Jardine sees cost pressures after bumper results
Jardine Matheson Holdings, the 175-year-old hong whose investments range from Hong Kong property to Indonesian car manufacturing, said that despite bumper results last year, rising costs in Asia and a slowdown in the United States were creating an uncertain business environment.
'At the moment, most of the sectors in which we operate are still seeing good demand but we are perfectly conscious that things can change,' managing director Anthony Nightingale said yesterday.
'Cost pressures throughout East Asia are clearly growing ... We'll have to see as the year develops what sort of impact the slowdown in the United States and some other parts of the world has on demand in this region.'
Mr Nightingale said last year's record results left the Asian-based, Singapore and London-traded conglomerate in a healthy position to fend off a potential downturn.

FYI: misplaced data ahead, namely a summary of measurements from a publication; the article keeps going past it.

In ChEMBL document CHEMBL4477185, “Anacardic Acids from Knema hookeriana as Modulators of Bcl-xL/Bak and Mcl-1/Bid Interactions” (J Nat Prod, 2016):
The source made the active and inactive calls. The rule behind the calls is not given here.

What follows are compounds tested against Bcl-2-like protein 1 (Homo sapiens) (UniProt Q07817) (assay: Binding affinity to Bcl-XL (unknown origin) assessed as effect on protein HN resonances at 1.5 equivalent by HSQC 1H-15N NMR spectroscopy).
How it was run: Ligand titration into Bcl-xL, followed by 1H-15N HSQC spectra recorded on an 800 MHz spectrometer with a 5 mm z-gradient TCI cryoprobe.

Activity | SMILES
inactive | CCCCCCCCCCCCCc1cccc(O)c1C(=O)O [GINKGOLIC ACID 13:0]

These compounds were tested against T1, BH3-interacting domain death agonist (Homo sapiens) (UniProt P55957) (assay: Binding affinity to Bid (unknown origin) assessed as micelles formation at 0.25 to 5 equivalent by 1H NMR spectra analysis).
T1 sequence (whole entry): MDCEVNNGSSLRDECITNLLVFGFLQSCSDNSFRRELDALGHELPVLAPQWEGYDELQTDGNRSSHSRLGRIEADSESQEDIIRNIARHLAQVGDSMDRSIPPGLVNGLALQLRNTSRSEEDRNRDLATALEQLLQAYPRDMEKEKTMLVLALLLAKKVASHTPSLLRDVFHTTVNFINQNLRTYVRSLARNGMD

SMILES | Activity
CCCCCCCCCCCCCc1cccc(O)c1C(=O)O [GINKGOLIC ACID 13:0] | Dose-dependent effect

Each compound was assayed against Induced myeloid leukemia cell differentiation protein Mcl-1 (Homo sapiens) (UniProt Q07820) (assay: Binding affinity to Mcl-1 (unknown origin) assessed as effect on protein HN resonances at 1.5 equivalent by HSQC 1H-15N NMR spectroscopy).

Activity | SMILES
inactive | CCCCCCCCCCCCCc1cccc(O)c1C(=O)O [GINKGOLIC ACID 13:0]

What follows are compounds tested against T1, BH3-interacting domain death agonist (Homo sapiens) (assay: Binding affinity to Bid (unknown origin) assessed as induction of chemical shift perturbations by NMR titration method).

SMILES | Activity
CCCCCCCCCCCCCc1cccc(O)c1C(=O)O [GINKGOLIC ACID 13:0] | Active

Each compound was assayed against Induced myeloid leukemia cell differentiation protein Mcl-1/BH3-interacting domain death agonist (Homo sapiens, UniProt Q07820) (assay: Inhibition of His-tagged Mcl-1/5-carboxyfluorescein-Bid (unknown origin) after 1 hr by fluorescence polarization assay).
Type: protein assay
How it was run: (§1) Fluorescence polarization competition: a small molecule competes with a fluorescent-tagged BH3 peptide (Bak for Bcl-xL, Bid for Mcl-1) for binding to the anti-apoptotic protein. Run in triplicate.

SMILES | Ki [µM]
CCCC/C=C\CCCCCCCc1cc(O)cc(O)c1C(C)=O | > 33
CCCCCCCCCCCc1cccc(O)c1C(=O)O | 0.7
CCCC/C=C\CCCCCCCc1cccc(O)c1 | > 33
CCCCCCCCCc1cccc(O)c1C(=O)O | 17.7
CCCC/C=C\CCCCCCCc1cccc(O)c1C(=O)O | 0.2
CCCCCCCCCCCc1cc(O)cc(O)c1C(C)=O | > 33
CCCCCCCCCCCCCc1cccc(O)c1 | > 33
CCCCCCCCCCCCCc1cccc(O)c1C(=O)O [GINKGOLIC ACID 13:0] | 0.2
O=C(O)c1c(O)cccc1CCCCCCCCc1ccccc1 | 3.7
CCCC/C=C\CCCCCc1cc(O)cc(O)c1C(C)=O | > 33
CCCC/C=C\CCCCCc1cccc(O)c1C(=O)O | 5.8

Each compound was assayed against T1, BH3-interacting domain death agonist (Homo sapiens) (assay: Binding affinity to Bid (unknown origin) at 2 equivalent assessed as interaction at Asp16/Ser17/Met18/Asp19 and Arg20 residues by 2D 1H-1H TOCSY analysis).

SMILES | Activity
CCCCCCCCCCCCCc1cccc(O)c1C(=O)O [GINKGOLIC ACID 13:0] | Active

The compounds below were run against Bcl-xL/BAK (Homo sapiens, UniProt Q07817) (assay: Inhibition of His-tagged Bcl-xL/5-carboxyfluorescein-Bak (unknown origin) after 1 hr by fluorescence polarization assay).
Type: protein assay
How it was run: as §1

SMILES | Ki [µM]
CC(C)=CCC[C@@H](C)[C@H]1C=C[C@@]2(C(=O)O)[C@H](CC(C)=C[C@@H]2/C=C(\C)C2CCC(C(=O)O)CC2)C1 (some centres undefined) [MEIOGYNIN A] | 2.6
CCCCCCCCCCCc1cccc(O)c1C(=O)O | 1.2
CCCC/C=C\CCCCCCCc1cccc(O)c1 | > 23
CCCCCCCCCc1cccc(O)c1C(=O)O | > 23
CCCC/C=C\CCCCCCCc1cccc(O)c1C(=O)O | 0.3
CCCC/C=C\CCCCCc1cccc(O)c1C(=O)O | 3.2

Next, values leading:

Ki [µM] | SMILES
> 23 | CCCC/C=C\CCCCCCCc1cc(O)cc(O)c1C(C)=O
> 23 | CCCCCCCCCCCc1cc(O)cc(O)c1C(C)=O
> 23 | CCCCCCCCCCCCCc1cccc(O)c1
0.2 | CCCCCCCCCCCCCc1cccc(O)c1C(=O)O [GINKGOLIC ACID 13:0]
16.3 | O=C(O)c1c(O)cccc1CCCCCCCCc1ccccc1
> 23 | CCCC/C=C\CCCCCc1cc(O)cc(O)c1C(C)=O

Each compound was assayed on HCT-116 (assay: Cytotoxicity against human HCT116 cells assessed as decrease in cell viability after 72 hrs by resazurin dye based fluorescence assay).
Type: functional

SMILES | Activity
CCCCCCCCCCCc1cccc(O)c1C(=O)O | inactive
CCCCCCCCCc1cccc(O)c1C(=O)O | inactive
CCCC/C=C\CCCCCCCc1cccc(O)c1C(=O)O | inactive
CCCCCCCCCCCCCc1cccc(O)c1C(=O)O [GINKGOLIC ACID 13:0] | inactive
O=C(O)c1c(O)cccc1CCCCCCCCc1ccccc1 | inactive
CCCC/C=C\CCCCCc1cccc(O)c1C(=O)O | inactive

Underlying profit expanded 32 per cent to US$399 million in the six months to December, up from US$302 million a year earlier, on strong contributions from Central landlord Hongkong Land, Asian retailer Dairy Farm and Indonesia's car to palm oil conglomerate Astra International. The three units accounted for 65 per cent of core profit for the group last year.
Rising costs and a downturn in demand would spell an end to a trend of expanding profit margins and accelerating sales growth at the firm. Jardine's second-half margin on core profit rose to 3.9 per cent, up from 3.5 per cent in the first half and 3.3 per cent in 2006.
Turnover growth accelerated in the second half, with sales climbing 22 per cent to US$10.26 billion in the six months to December compared with a 19.4 per cent increase to US$19.45 billion for the full year.
Underlying earnings per share rose 34 per cent to US$2.03 last year, up from US$1.51 a year earlier and 13 per cent above the US$1.79 forecast in a Bloomberg survey of analysts.
Consolidated net debt excluding financial services companies fell 55 per cent to US$618 million, while the firm's gearing ratio dropped to 5 per cent from 12 per cent on property valuation increases.
The gearing ratio rises to about 15 per cent when 47 per cent-owned developer Hongkong Land is factored in, according to group finance director James Riley.
In the six months to December, underlying profit increased: 32%